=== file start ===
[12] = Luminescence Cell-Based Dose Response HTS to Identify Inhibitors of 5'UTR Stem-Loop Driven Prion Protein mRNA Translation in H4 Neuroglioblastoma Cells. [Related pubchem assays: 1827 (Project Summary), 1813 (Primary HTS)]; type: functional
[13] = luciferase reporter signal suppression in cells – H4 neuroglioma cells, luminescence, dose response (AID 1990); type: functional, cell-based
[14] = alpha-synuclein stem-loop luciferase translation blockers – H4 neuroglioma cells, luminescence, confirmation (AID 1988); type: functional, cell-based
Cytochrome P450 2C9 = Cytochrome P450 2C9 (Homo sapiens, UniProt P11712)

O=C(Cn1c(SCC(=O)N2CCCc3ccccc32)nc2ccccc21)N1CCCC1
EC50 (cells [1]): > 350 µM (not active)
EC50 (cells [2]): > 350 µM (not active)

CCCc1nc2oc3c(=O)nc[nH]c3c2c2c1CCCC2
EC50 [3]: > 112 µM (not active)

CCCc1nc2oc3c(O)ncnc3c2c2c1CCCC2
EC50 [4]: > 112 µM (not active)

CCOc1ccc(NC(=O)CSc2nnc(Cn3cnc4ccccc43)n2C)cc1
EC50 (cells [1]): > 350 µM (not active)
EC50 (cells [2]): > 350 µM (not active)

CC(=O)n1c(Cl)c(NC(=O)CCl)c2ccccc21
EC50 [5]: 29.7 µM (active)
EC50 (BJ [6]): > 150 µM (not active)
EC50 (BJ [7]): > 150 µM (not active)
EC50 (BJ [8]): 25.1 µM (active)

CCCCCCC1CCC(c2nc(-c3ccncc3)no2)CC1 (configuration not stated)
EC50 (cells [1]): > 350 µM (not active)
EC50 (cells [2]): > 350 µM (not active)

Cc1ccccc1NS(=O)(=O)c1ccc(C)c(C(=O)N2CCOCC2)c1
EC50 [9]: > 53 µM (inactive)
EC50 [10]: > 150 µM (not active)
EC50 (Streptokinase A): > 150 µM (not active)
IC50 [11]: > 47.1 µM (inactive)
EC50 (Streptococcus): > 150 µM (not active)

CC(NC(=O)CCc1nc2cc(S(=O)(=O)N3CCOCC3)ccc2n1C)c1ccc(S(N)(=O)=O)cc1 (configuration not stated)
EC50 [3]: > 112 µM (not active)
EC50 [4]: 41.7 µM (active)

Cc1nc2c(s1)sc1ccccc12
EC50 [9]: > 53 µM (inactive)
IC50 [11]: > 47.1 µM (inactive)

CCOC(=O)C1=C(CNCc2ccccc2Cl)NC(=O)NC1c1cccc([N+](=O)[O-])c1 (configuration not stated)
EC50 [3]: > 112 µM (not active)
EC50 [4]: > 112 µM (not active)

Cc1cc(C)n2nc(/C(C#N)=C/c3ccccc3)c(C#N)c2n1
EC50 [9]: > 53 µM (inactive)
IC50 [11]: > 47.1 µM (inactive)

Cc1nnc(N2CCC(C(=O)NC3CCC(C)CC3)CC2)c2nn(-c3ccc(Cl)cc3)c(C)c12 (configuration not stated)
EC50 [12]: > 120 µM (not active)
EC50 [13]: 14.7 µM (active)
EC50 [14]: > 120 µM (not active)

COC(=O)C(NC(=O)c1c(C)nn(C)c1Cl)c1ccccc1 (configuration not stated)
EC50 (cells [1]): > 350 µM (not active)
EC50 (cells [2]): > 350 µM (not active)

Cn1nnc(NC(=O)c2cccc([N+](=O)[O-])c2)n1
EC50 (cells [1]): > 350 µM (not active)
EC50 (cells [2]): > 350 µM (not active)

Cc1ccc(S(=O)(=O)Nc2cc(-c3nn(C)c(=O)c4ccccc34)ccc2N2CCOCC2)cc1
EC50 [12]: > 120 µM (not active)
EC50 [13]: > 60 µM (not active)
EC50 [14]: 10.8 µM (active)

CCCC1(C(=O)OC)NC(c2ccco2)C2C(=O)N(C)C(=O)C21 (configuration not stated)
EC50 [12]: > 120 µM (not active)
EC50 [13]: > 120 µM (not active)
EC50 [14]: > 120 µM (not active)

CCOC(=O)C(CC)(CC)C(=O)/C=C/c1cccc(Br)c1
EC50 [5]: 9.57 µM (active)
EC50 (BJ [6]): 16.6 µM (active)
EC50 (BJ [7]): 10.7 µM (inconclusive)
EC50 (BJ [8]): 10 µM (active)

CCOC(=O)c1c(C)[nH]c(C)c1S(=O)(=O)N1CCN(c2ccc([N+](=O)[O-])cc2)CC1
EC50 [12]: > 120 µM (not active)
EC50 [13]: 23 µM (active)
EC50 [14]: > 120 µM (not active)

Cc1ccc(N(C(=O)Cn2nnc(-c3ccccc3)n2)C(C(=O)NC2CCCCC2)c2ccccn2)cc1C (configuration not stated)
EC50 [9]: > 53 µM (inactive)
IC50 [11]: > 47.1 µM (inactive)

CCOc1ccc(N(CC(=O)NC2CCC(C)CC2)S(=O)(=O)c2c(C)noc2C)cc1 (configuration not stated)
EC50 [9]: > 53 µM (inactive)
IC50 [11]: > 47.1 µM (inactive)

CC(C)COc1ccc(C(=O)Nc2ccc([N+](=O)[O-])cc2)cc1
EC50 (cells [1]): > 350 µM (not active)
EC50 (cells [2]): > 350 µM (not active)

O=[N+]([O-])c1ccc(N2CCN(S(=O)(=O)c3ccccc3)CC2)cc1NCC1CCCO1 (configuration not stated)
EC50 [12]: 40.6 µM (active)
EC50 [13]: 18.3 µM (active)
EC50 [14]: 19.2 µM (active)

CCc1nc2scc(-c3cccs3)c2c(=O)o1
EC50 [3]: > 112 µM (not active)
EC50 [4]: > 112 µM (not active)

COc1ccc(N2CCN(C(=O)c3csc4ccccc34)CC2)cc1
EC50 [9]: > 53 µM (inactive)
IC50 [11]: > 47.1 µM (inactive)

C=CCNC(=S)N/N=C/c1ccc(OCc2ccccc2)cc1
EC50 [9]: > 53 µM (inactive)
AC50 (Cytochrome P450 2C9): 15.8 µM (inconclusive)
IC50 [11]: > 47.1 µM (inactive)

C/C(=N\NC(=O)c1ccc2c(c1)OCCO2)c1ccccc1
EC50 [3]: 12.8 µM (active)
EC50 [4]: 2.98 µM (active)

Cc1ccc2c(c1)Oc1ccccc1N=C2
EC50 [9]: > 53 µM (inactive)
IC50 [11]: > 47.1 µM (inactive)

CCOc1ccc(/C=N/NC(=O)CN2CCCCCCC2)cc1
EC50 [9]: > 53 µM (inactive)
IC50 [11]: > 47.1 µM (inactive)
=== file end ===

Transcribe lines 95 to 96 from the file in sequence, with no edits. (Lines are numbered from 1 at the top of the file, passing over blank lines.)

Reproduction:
EC50 [9]: > 53 µM (inactive)
IC50 [11]: > 47.1 µM (inactive)